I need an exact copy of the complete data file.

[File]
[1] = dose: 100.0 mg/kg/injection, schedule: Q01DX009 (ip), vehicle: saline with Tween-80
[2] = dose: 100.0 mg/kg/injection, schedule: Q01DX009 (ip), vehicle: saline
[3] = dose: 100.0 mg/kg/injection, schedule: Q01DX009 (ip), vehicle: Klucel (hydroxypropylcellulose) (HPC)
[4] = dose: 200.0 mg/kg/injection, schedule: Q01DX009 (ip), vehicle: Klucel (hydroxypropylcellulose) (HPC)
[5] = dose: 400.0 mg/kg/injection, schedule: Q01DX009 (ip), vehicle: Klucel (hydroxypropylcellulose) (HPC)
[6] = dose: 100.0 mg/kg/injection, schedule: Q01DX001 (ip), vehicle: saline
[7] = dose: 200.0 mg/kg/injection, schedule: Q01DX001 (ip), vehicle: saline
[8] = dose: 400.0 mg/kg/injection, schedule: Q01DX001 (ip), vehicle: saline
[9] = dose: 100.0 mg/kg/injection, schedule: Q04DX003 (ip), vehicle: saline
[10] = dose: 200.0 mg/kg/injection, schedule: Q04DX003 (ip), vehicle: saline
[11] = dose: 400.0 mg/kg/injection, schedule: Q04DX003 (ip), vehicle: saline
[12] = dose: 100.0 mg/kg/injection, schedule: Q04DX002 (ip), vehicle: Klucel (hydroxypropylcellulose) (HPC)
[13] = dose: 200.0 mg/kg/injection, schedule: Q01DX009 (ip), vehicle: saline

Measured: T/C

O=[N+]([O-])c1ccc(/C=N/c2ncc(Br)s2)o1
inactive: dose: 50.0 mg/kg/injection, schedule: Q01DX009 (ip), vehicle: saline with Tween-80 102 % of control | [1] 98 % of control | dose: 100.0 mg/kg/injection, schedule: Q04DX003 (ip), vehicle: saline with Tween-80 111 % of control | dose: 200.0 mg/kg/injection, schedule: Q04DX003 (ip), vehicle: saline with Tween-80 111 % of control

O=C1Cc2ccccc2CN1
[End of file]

[1] = dose: 100.0 mg/kg/injection, schedule: Q01DX009 (ip), vehicle: saline with Tween-80
[2] = dose: 100.0 mg/kg/injection, schedule: Q01DX009 (ip), vehicle: saline
[3] = dose: 100.0 mg/kg/injection, schedule: Q01DX009 (ip), vehicle: Klucel (hydroxypropylcellulose) (HPC)
[4] = dose: 200.0 mg/kg/injection, schedule: Q01DX009 (ip), vehicle: Klucel (hydroxypropylcellulose) (HPC)
[5] = dose: 400.0 mg/kg/injection, schedule: Q01DX009 (ip), vehicle: Klucel (hydroxypropylcellulose) (HPC)
[6] = dose: 100.0 mg/kg/injection, schedule: Q01DX001 (ip), vehicle: saline
[7] = dose: 200.0 mg/kg/injection, schedule: Q01DX001 (ip), vehicle: saline
[8] = dose: 400.0 mg/kg/injection, schedule: Q01DX001 (ip), vehicle: saline
[9] = dose: 100.0 mg/kg/injection, schedule: Q04DX003 (ip), vehicle: saline
[10] = dose: 200.0 mg/kg/injection, schedule: Q04DX003 (ip), vehicle: saline
[11] = dose: 400.0 mg/kg/injection, schedule: Q04DX003 (ip), vehicle: saline
[12] = dose: 100.0 mg/kg/injection, schedule: Q04DX002 (ip), vehicle: Klucel (hydroxypropylcellulose) (HPC)
[13] = dose: 200.0 mg/kg/injection, schedule: Q01DX009 (ip), vehicle: saline

Measured: T/C

O=[N+]([O-])c1ccc(/C=N/c2ncc(Br)s2)o1
inactive: dose: 50.0 mg/kg/injection, schedule: Q01DX009 (ip), vehicle: saline with Tween-80 102 % of control | [1] 98 % of control | dose: 100.0 mg/kg/injection, schedule: Q04DX003 (ip), vehicle: saline with Tween-80 111 % of control | dose: 200.0 mg/kg/injection, schedule: Q04DX003 (ip), vehicle: saline with Tween-80 111 % of control

O=C1Cc2ccccc2CN1